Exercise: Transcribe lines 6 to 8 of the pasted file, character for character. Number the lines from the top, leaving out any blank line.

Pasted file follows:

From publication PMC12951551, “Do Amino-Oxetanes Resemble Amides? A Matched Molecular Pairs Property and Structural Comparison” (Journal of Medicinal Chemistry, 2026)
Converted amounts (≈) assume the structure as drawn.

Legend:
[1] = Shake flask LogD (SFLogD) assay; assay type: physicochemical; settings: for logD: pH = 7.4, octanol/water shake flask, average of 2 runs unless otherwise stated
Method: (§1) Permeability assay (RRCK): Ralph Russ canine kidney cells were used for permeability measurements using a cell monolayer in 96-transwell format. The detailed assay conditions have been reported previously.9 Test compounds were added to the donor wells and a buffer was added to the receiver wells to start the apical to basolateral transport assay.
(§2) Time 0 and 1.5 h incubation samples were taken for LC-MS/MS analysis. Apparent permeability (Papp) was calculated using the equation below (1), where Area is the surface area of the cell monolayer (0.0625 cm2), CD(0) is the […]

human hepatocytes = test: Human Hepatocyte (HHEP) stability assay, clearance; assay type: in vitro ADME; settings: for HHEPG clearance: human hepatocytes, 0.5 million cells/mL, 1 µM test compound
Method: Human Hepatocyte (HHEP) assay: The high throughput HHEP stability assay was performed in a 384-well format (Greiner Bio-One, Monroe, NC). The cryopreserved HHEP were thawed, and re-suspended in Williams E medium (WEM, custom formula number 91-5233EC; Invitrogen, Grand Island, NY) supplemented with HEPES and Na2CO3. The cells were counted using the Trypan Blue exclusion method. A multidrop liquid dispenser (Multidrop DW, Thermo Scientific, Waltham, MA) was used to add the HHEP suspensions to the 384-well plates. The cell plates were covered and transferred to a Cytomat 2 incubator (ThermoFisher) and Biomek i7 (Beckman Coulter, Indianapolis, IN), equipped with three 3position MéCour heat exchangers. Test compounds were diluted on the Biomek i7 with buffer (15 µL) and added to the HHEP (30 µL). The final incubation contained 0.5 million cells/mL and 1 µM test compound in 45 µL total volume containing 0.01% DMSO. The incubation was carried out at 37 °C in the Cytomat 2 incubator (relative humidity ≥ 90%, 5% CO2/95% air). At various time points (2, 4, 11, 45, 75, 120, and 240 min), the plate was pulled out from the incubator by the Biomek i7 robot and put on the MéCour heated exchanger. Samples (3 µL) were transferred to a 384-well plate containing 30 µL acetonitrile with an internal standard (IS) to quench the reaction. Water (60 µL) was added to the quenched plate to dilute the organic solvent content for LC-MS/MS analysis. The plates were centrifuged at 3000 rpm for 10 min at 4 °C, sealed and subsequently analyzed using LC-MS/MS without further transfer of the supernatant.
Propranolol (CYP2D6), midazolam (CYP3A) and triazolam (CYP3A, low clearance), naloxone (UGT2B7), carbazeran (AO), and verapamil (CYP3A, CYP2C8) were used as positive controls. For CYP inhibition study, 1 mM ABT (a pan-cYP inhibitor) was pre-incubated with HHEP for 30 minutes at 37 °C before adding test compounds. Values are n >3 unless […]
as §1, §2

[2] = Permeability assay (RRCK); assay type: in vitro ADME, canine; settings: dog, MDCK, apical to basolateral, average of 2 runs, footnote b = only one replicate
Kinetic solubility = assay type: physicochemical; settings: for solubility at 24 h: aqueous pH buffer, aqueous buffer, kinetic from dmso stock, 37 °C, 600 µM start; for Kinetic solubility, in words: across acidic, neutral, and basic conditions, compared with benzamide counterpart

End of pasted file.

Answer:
(§2) Time 0 and 1.5 h incubation samples were taken for LC-MS/MS analysis. Apparent permeability (Papp) was calculated using the equation below (1), where Area is the surface area of the cell monolayer (0.0625 cm2), CD(0) is the […]

human hepatocytes = test: Human Hepatocyte (HHEP) stability assay, clearance; assay type: in vitro ADME; settings: for HHEPG clearance: human hepatocytes, 0.5 million cells/mL, 1 µM test compound
Method: Human Hepatocyte (HHEP) assay: The high throughput HHEP stability assay was performed in a 384-well format (Greiner Bio-One, Monroe, NC). The cryopreserved HHEP were thawed, and re-suspended in Williams E medium (WEM, custom formula number 91-5233EC; Invitrogen, Grand Island, NY) supplemented with HEPES and Na2CO3. The cells were counted using the Trypan Blue exclusion method. A multidrop liquid dispenser (Multidrop DW, Thermo Scientific, Waltham, MA) was used to add the HHEP suspensions to the 384-well plates. The cell plates were covered and transferred to a Cytomat 2 incubator (ThermoFisher) and Biomek i7 (Beckman Coulter, Indianapolis, IN), equipped with three 3position MéCour heat exchangers. Test compounds were diluted on the Biomek i7 with buffer (15 µL) and added to the HHEP (30 µL). The final incubation contained 0.5 million cells/mL and 1 µM test compound in 45 µL total volume containing 0.01% DMSO. The incubation was carried out at 37 °C in the Cytomat 2 incubator (relative humidity ≥ 90%, 5% CO2/95% air). At various time points (2, 4, 11, 45, 75, 120, and 240 min), the plate was pulled out from the incubator by the Biomek i7 robot and put on the MéCour heated exchanger. Samples (3 µL) were transferred to a 384-well plate containing 30 µL acetonitrile with an internal standard (IS) to quench the reaction. Water (60 µL) was added to the quenched plate to dilute the organic solvent content for LC-MS/MS analysis. The plates were centrifuged at 3000 rpm for 10 min at 4 °C, sealed and subsequently analyzed using LC-MS/MS without further transfer of the supernatant.